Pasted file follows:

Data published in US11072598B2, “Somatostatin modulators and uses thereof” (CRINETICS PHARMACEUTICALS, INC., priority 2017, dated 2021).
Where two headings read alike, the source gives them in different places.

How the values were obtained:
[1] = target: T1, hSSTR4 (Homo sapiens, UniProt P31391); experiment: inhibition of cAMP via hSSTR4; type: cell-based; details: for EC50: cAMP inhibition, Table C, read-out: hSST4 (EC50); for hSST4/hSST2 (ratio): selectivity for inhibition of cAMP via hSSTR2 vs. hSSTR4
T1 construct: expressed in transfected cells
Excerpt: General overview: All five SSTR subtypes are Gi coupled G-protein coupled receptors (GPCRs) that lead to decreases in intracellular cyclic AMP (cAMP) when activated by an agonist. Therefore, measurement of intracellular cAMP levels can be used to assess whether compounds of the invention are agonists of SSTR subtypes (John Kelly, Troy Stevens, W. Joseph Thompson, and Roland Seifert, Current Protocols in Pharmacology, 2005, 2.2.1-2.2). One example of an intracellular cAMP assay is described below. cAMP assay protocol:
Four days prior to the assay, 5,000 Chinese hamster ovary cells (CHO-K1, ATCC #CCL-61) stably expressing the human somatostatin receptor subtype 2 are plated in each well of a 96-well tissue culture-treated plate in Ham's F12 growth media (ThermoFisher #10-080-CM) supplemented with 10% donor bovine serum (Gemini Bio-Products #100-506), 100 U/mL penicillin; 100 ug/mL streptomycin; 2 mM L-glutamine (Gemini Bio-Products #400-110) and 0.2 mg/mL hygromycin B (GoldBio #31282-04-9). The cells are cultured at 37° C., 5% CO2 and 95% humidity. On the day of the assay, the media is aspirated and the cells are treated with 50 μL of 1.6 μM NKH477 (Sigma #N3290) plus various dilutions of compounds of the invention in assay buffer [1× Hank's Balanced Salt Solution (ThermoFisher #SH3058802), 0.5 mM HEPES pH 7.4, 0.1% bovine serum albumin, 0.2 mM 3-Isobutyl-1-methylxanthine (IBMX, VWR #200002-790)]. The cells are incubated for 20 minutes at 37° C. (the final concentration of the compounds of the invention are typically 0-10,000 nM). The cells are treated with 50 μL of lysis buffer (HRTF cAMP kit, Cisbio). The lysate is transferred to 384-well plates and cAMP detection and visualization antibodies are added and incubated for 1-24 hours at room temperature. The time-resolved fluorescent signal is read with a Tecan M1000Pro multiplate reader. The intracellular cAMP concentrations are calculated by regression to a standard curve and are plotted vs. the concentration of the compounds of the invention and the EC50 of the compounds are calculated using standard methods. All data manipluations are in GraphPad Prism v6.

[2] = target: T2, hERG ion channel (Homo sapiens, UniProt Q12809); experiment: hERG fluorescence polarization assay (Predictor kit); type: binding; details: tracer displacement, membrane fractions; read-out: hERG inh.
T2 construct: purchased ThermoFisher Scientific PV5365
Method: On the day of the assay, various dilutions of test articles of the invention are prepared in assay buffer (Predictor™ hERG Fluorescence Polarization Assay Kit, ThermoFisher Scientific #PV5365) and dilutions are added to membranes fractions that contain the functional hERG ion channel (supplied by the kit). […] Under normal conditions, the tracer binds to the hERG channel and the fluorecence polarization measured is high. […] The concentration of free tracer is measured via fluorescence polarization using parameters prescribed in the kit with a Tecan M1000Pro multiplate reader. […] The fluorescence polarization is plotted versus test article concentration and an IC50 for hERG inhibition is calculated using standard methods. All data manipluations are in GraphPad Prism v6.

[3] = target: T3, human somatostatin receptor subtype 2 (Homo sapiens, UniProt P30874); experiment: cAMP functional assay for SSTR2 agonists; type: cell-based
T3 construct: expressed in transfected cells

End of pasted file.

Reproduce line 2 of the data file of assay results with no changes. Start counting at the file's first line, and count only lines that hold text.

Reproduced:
Where two headings read alike, the source gives them in different places.